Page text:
Snapping Turtle (Chelydra serpentina)
Description: 8 - 14 inches. The shells of Snapping Turtles vary in color from shades of brown to black. Algae growing on the shell may make it appear to be different shades of green as well. The scales on the top of the shell are peaked, forming three ridges down its length. As the turtle ages, these peaks are usually worm smooth, but some traces of these ridges usually remain visible. The tail is as long as the upper shell (carapace), and has a row of "sawteeth" along the top. The bottom shell (plastron) is much smaller than the upper shell, and is black in young Snapping Turtles, but becomes lighter with age.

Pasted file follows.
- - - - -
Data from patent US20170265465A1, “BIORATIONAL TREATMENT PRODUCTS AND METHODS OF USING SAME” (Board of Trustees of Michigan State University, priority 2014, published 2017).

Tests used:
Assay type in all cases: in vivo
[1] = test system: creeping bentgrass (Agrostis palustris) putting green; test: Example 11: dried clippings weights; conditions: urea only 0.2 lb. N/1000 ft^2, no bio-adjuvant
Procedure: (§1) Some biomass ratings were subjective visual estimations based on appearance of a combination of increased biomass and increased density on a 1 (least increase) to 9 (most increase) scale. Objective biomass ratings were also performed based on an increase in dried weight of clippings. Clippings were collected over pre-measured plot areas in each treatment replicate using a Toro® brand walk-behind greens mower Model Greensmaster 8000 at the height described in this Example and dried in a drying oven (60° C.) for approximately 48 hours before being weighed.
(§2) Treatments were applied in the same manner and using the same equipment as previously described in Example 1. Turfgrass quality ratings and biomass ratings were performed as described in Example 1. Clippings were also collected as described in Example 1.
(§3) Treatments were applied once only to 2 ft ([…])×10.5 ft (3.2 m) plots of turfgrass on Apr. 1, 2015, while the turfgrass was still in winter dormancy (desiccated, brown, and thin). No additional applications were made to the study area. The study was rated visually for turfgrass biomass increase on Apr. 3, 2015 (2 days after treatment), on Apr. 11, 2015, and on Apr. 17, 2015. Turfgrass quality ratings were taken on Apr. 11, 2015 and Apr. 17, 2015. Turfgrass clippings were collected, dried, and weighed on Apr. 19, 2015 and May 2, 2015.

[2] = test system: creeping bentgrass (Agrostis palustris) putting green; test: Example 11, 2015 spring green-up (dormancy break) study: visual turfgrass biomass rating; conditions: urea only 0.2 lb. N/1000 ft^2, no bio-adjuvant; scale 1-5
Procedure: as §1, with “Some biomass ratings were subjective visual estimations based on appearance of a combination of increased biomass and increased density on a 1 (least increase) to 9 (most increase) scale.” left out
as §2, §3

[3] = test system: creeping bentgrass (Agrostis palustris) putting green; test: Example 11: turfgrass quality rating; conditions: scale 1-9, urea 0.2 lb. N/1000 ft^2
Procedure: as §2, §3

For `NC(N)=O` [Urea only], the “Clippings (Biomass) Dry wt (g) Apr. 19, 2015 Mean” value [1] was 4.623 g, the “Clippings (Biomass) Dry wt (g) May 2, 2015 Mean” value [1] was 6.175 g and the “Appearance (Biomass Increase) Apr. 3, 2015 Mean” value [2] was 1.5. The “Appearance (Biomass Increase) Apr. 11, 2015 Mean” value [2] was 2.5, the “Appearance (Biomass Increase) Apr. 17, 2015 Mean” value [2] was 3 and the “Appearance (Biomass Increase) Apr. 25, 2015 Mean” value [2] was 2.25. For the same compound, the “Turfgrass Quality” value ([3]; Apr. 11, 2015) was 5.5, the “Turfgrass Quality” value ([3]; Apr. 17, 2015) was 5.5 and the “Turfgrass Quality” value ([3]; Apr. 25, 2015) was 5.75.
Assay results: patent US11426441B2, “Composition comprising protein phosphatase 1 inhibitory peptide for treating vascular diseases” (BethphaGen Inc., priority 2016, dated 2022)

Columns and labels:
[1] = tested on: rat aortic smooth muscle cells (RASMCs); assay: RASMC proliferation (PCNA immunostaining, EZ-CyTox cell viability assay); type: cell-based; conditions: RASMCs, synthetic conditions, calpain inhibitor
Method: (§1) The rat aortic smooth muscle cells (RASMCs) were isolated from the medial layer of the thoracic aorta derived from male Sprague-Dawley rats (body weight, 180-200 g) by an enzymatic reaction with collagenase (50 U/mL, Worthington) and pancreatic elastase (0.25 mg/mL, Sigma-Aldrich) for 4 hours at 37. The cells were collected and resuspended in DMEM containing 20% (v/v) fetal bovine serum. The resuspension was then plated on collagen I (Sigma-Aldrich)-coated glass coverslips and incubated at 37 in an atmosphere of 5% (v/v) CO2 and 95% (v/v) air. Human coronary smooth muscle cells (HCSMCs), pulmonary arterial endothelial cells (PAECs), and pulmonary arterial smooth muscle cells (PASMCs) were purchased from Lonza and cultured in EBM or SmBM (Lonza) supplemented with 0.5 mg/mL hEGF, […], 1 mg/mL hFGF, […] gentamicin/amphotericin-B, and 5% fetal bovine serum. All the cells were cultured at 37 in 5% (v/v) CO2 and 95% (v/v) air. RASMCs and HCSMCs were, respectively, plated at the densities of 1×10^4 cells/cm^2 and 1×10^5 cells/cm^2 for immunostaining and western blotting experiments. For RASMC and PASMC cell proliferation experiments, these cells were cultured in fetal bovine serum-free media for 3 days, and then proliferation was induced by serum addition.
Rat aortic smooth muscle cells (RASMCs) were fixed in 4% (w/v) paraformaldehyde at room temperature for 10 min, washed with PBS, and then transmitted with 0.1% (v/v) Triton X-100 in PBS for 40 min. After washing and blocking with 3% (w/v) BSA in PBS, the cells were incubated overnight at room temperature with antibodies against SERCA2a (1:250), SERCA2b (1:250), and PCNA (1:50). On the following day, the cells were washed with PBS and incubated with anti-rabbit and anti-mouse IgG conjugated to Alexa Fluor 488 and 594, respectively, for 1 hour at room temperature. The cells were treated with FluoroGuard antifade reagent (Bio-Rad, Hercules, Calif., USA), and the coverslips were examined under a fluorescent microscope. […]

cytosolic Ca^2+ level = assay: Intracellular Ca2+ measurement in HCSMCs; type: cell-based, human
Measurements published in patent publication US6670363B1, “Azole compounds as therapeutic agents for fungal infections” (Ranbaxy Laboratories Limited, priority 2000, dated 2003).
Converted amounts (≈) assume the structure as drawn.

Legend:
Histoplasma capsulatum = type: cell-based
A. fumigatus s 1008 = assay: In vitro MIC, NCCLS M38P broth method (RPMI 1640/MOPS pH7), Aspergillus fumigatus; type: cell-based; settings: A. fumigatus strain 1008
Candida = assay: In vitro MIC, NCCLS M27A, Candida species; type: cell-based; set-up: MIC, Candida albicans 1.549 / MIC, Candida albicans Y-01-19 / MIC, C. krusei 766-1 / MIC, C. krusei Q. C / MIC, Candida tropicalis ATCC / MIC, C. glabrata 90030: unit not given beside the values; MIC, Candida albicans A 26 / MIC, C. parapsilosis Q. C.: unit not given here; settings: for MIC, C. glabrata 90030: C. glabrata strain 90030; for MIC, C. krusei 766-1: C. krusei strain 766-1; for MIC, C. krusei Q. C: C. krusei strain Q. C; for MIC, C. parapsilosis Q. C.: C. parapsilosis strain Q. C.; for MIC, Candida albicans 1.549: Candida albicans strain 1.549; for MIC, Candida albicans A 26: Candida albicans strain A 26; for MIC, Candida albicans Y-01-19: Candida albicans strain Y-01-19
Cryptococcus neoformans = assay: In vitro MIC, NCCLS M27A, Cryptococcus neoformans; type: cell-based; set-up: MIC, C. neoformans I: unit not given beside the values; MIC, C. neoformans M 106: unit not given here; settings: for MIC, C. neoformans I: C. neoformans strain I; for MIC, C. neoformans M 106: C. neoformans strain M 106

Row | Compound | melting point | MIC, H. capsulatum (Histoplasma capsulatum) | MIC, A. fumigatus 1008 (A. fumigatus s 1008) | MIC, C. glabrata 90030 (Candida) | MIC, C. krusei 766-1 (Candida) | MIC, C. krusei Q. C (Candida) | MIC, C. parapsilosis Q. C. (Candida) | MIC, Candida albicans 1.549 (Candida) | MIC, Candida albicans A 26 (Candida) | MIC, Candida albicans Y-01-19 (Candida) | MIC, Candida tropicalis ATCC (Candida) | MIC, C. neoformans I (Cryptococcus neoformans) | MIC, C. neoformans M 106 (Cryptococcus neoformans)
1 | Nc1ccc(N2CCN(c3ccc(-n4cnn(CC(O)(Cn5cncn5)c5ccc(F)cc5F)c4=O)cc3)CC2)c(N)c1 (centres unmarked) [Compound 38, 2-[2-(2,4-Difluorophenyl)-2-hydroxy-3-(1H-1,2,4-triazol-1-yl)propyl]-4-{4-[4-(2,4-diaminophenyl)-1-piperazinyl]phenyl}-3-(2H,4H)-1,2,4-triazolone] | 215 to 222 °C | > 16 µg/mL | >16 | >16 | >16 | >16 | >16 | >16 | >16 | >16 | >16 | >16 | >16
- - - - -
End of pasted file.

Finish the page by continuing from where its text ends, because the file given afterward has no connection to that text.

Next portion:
Similar Species: In photographs, Common Musk Turtles and Yellow Mud Turtles may be mistaken for an old Snapping Turtle with a smooth shell. Snapping Turtles within the size range of either species would still have a very rough shell. Both species also have very short tails compared to Snapping Turtles.
|Age in years of Most Recent Record|
This map is generated from data provided by the Drake University Biodiversity Center, observations from HerpMapper.org, the Iowa DNR Natural Areas Inventory, as well as other sources. Please help us keep it up to date by reporting your sightings to HerpMapper.